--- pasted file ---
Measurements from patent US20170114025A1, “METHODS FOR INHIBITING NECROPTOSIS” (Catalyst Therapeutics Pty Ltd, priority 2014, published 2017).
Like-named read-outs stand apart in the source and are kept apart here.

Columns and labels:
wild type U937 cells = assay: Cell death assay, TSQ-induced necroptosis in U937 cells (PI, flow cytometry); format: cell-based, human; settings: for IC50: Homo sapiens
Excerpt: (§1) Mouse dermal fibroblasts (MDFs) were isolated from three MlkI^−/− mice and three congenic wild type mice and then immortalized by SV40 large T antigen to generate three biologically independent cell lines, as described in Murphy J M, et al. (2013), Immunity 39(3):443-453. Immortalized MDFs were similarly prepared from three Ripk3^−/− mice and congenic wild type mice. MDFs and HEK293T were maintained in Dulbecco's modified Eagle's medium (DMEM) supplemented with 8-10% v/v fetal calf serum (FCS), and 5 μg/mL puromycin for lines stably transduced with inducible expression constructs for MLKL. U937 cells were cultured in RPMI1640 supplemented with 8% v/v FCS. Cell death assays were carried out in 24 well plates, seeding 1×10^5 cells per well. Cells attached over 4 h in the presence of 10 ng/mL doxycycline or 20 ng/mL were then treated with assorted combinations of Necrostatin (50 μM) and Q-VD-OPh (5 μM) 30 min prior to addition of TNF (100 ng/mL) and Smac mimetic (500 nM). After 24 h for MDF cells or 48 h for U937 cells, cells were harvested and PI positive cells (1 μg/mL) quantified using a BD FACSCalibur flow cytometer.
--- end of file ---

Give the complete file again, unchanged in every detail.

Measurements from patent US20170114025A1, “METHODS FOR INHIBITING NECROPTOSIS” (Catalyst Therapeutics Pty Ltd, priority 2014, published 2017).
Like-named read-outs stand apart in the source and are kept apart here.

Columns and labels:
wild type U937 cells = assay: Cell death assay, TSQ-induced necroptosis in U937 cells (PI, flow cytometry); format: cell-based, human; settings: for IC50: Homo sapiens
Excerpt: (§1) Mouse dermal fibroblasts (MDFs) were isolated from three MlkI^−/− mice and three congenic wild type mice and then immortalized by SV40 large T antigen to generate three biologically independent cell lines, as described in Murphy J M, et al. (2013), Immunity 39(3):443-453. Immortalized MDFs were similarly prepared from three Ripk3^−/− mice and congenic wild type mice. MDFs and HEK293T were maintained in Dulbecco's modified Eagle's medium (DMEM) supplemented with 8-10% v/v fetal calf serum (FCS), and 5 μg/mL puromycin for lines stably transduced with inducible expression constructs for MLKL. U937 cells were cultured in RPMI1640 supplemented with 8% v/v FCS. Cell death assays were carried out in 24 well plates, seeding 1×10^5 cells per well. Cells attached over 4 h in the presence of 10 ng/mL doxycycline or 20 ng/mL were then treated with assorted combinations of Necrostatin (50 μM) and Q-VD-OPh (5 μM) 30 min prior to addition of TNF (100 ng/mL) and Smac mimetic (500 nM). After 24 h for MDF cells or 48 h for U937 cells, cells were harvested and PI positive cells (1 μg/mL) quantified using a BD FACSCalibur flow cytometer.